Paul Theroux (web photo by Jason Grow courtesy of online.barrons.com)
“South Campus Sailing” by Richard Marion, Copyright (c) 2013
See more artwork at www.richardmarion.net
The conditions were much better this past weekend for the big rowing competition on the Merrimack. Congratulations for a successful event to the Greater Merrimack Valley Convention and Visitors Bureau (including Tom Golden and Deb Belanger), UMass Lowell, Merrimack River Rowing Association, Lowell High School, and all the organizers and participants.
The website brainpickings.org recently posted on Facebook this list made by Kerouac in the 1950s. The document is titled “Belief and Technique for Modern Prose.” The editor prefaced the list, saying, “With items like ‘No fear or shame in the dignity of yr experience, language & knowledge’ and ‘Accept loss forever,’ the list is as much a blueprint for writing as it is a meditation on life.” Item 23, “Keep track of every day the date emblazoned in yr morning” sounds like a note to future bloggers. — PM
- Scribbled secret notebooks, and wild typewritten pages, for yr own joy
- Submissive to everything, open, listening
- Try never get drunk outside yr own house
- Be in love with yr life
- Something that you feel will find its own form
- Be crazy dumbsaint of the mind
- Blow as deep as you want to blow
- Write what you want bottomless from bottom of the mind
- The unspeakable visions of the individual
- No time for poetry but exactly what is
- Visionary tics shivering in the chest
- In tranced fixation dreaming upon object before you
- Remove literary, grammatical and syntactical inhibition
- Like Proust be an old teahead of time
- Telling the true story of the world in interior monolog
- The jewel center of interest is the eye within the eye
- Write in recollection and amazement for yourself
- Work from pithy middle eye out, swimming in language sea
- Accept loss forever
- Believe in the holy contour of life
- Struggle to sketch the flow that already exists intact in mind
- Dont think of words when you stop but to see picture better
- Keep track of every day the date emblazoned in yr morning
- No fear or shame in the dignity of yr experience, language & knowledge
- Write for the world to read and see yr exact pictures of it
- Bookmovie is the movie in words, the visual American form
- In praise of Character in the Bleak inhuman Loneliness
- Composing wild, undisciplined, pure, coming in from under, crazier the better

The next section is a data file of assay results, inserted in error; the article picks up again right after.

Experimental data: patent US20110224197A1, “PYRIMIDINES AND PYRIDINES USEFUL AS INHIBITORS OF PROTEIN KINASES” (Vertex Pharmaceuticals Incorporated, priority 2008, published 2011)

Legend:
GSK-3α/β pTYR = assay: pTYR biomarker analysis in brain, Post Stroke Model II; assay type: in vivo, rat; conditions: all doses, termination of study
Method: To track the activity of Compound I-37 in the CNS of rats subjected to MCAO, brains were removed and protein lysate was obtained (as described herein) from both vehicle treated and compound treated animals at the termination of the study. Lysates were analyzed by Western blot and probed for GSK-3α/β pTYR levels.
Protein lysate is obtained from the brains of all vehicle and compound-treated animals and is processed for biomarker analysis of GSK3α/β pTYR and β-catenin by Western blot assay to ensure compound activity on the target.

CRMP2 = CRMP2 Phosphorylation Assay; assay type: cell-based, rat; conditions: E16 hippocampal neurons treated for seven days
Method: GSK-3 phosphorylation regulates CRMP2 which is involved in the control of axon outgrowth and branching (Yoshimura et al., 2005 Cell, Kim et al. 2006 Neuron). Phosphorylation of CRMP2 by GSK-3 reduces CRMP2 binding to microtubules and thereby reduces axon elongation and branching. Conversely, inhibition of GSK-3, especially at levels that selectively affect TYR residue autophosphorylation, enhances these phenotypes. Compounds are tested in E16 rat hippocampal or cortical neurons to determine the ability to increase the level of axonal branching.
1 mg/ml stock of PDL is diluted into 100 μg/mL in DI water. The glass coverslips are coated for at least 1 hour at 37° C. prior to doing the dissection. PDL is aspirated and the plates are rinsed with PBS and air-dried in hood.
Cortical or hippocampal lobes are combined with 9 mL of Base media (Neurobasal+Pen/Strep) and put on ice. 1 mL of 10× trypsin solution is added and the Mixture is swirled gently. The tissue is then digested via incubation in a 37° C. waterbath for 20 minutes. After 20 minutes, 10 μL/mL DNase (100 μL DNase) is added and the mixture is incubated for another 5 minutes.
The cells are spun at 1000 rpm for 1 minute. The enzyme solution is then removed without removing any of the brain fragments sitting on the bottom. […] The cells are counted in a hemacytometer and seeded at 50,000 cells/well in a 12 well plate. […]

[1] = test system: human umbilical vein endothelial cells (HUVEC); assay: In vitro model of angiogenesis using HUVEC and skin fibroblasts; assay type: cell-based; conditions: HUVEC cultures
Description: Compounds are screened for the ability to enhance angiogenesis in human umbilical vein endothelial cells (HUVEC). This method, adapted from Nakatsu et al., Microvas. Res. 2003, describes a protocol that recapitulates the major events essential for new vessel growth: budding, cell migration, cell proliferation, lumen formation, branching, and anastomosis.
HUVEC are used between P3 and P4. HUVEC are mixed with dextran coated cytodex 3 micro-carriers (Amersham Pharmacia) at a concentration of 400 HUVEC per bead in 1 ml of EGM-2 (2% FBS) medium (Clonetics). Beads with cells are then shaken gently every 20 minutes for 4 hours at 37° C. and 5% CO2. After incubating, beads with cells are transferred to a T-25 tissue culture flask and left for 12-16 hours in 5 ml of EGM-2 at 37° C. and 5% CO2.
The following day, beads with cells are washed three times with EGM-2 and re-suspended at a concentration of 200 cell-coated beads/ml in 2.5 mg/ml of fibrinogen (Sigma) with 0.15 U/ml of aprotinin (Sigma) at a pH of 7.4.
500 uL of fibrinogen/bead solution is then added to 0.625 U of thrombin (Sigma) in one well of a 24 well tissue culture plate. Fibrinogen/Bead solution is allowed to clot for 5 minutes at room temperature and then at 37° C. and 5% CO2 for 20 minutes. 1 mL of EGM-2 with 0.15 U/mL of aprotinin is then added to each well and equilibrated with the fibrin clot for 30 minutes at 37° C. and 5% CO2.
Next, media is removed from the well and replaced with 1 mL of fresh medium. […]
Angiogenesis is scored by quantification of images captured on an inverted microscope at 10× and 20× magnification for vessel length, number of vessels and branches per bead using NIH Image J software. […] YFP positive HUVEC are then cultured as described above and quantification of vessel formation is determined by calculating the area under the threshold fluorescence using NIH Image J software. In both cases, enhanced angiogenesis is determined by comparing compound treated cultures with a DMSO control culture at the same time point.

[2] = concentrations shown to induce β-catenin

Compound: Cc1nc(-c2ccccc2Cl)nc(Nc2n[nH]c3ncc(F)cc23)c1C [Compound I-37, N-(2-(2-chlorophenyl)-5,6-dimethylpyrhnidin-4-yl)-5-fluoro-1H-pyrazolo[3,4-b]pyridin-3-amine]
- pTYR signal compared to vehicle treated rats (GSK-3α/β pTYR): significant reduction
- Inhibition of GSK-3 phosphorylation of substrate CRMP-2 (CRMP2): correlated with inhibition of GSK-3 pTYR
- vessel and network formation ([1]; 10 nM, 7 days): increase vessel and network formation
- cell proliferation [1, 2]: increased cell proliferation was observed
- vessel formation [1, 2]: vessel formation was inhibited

- You’re a Genius all the time
- Writer-Director of Earthly movies Sponsored & Angeled in Heaven
Congratulations to the recipients (see image above for names) of this year’s awards for exemplary work in historic preservation and cultural heritage conservation, including this blog’s executive editor, Dick Howe Jr. Well over 100 people attended the reception and ceremony for the honorees. This event has become one of the highlights of the year on the history front. Linked to the popular Doors Open Lowell program, now in its 12th year, the awards ceremony is an opportunity to call a time-out from the good work being done every day in the city so that a few outstanding persons and organizations can be recognized for excellence. It is important to encourage people to “do the right thing” when it comes to taking care of our distinctive place and special stories. Lowell National Historical Park Supt. Celeste Bernardo hosted the gathering in collaboration with the City of Lowell and Lowell Heritage Partnership.
Kudos to Sue Andrews for her fine work in organizing the awards event and for Lowell Historic Board Administrator Steve Stowell for making Doors Open Lowell one of the best preservation-advocacy programs in the Northeast. One of the reasons Doors Open is a success is because it’s fun to visit the fascinating historic places on the list each year. Supt. Bernardo gave a well-deserved shout out to the Park’s Asst. Supt. Peter Aucella for his brilliant and tireless effort this year (and the past few years) to protect the Pawtucket Falls Dam from attempts by the local hydro-power company to alter the historic character of this unique structure that is fundamental to Lowell’s genesis story.
More than 30 earnest readers of Jack Kerouac books gathered tonight upstairs at The Old Court Irish pub at Middle and Central streets to listen to a reading of excerpts (start to end) of Kerouac’s novel “Visions of Gerard.” The story is a bleak and sweetly candid remembrance of his older brother Gerard, who died of a childhood disease at nine years old when the family was living on Beaulieu Street in Centralville (Kerouac was a few years younger).